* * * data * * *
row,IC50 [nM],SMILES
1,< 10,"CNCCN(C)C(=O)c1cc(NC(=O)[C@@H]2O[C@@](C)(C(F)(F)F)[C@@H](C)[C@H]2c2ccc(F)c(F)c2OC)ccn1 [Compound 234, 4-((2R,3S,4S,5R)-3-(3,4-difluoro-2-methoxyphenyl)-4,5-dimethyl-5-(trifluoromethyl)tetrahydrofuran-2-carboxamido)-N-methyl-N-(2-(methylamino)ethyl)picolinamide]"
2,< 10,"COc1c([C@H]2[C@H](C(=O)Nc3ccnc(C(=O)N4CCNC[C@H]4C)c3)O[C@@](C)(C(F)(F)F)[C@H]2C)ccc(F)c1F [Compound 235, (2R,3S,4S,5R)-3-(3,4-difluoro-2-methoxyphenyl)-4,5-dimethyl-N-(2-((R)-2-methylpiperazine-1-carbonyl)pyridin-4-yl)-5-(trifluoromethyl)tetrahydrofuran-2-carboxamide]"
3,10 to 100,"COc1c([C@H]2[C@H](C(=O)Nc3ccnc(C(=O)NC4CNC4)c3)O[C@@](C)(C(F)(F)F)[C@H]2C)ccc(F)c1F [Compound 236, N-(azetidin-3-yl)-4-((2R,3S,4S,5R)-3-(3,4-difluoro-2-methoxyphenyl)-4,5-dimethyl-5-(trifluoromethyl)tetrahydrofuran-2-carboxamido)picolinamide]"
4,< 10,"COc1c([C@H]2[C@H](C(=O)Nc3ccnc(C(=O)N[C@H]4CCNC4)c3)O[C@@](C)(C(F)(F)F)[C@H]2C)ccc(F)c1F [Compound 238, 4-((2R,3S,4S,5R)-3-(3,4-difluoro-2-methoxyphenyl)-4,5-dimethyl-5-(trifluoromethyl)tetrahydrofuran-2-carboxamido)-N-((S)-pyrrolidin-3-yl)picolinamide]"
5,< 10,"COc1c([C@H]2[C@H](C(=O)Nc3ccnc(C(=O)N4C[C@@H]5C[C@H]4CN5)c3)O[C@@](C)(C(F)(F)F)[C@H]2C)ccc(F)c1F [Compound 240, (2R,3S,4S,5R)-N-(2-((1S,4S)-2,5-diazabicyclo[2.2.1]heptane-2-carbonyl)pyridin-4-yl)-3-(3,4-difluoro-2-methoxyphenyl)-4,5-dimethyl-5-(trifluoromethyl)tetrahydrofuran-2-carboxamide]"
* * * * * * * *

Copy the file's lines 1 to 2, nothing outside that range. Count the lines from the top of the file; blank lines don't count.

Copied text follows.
row,IC50 [nM],SMILES
1,< 10,"CNCCN(C)C(=O)c1cc(NC(=O)[C@@H]2O[C@@](C)(C(F)(F)F)[C@@H](C)[C@H]2c2ccc(F)c(F)c2OC)ccn1 [Compound 234, 4-((2R,3S,4S,5R)-3-(3,4-difluoro-2-methoxyphenyl)-4,5-dimethyl-5-(trifluoromethyl)tetrahydrofuran-2-carboxamido)-N-methyl-N-(2-(methylamino)ethyl)picolinamide]"